We recently returned from a place where sophisticated water engineering was commonplace over 2,000 years ago. Lyon, France, was the capital of Gaul during the Roman Empire, and has many fabulous relics of the ancient metropolis from massive amphitheaters to aqueducts. We were hosted by a lovely Lyonnaise family for two nights who took us to see some of the city’s treasures, including sections of the Gier aqueduct near their home (at my request, since Roman aqueducts are about as fascinating as anything can be!).
Called Lugdunum at the time, the city was established after the Romans took over a fortress on La Fourviere hill west of the confluence of the Soane and Rhone Rivers in the first century BC. Being that they had chosen a hill surrounded by valleys, the water supply for their rapidly growing population was limited to wells apparently more than 100 feet deep. And being that they were accustomed to bountiful water, fountains, and the oft-bathing lifestyle, wells requiring manual labor weren’t going to suffice. The solution? Aqueducts.
At this point, my pragmatic brain asks why a city would keep developing on a hill rather than take advantage of the large rivers flowing just below. I also had to wonder wouldn’t it be imprudent in that day and age for a city’s water supply to be dependent on vulnerable bridges? Indeed, we had a walking-tour guide in Old Lyon who wrote it off to “those crazy Romans who used slaves to accomplish all kinds of eccentric projects.”
Now that I’ve done more reading it seems that the Romans had such confidence in the strength and expanse of their Empire that vulnerability of the aqueducts wasn’t a big consideration at the time. It became an issue eventually, but for several centuries the city grew and thrived as a prestigious trade center—albeit profiting from cheap and slave labor.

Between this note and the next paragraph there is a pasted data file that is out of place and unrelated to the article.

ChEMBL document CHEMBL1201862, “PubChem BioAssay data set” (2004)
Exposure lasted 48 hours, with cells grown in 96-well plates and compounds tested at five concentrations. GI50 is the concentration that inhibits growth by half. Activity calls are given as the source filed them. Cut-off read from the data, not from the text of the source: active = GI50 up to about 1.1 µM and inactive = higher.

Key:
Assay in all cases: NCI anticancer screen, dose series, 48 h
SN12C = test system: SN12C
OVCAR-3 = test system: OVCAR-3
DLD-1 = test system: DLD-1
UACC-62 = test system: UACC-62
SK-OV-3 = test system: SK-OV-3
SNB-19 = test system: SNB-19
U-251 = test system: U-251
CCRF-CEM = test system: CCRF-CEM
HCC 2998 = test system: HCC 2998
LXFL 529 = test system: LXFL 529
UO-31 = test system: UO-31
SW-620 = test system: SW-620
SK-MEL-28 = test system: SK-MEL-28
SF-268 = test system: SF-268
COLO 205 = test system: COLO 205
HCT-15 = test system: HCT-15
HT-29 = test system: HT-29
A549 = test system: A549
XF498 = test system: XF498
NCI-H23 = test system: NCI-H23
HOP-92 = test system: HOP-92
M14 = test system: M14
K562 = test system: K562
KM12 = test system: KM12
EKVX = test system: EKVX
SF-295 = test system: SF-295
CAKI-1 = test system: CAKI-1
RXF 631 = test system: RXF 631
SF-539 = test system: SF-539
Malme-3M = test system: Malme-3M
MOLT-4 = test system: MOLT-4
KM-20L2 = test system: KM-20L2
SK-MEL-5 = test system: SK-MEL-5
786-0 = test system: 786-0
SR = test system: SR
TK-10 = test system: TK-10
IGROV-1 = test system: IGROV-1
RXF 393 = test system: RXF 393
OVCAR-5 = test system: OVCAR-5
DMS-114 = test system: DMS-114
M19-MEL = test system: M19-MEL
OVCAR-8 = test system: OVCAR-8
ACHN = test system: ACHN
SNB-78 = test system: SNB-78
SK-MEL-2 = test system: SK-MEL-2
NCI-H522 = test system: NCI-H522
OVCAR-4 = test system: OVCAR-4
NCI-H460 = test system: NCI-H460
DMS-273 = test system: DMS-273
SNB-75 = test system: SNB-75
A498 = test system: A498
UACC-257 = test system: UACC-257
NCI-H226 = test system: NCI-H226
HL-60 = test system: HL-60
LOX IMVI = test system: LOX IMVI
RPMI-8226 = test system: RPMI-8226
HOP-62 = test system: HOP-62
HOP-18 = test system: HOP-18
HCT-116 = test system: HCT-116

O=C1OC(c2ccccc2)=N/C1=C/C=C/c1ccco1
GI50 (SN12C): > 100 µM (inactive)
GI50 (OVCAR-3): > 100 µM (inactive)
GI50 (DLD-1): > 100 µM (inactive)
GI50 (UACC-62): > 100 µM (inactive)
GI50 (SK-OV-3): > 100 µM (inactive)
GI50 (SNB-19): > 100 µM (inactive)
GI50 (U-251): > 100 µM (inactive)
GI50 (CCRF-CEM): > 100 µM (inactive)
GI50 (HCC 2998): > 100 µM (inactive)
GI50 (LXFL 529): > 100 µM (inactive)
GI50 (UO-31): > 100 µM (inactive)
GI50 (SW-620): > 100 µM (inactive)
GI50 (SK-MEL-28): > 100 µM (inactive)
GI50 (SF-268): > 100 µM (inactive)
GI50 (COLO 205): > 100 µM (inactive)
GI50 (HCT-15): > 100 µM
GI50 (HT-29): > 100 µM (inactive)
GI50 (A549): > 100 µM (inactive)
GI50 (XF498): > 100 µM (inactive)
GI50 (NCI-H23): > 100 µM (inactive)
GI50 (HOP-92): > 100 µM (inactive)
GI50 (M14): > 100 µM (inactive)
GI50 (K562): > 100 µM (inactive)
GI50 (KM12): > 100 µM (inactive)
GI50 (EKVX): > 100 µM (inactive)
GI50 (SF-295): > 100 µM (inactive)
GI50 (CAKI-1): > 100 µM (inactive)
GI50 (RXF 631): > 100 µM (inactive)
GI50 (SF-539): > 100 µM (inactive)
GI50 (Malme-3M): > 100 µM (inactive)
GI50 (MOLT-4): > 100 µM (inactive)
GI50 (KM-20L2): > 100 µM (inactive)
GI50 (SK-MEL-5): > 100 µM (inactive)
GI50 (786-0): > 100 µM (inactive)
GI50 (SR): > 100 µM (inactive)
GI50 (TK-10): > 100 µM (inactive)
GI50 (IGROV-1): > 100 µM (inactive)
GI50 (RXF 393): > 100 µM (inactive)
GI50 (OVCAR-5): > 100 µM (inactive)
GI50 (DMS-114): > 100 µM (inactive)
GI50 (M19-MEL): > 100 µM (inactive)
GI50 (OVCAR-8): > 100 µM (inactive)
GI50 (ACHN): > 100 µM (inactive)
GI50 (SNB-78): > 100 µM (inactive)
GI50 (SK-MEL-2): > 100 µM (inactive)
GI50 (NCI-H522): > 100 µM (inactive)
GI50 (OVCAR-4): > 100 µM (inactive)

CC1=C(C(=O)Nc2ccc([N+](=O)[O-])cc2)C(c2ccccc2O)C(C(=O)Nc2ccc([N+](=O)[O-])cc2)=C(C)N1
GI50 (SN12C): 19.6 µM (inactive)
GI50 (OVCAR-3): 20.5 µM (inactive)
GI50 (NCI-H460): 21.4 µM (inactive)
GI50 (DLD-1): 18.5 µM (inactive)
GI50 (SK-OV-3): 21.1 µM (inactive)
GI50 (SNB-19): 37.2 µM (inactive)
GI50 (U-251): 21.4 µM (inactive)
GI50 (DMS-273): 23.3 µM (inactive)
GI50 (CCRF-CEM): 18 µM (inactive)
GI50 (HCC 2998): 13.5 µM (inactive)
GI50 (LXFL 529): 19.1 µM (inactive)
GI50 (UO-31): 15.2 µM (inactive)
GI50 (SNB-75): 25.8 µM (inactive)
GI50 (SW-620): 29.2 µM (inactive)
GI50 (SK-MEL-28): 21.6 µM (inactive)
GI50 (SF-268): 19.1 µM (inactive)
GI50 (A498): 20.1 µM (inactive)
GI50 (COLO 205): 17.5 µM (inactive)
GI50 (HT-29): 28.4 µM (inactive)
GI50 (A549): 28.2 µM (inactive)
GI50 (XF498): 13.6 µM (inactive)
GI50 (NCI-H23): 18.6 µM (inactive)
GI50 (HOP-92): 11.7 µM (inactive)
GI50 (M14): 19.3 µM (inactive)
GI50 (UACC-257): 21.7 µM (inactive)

Roman-era water managers and learned quickly that rivers near urban areas were quickly tainted with waste and runoff, so they ventured into nearby hills to find high quality sources for their aqueducts. They even appraised the apparent health of the peasants utilizing a stream or lake before deciding which one to tap.
Supplying a growing city
Between about 20 BC and 125 AD four aqueducts were built for Lugdunum, each longer than the last.
In addition to water quality, ease and expense of the project would have been factors in selecting an aqueduct’s route. The route had to start higher in elevation and, for Lugdunum at least, required some fancy engineering at the end to get water up to their city on top of a hill.
Normally, tunnels and bridges were used when following the contour of the landscape wasn’t feasible. For deeper valleys, siphons were cheaper than bridges but involve a pressurized pipe made of expensive lead or bronze. The “header tank” is a reservoir at the entry to the siphon, which consists of a water-tight pipe with a relatively steep drop, a flat section (short bridge), and rising section that empties into another tank slightly lower in elevation than the header tank.
The Romans didn’t invent aqueducts but greatly advanced the technology during their day. They used remarkable engineering tools to maintain a constant, gradual drop in elevation, such as a table with a level, called a chorobate. The second aqueduct serving Lugdunum required a double siphon to cross one valley, the only one known in Europe.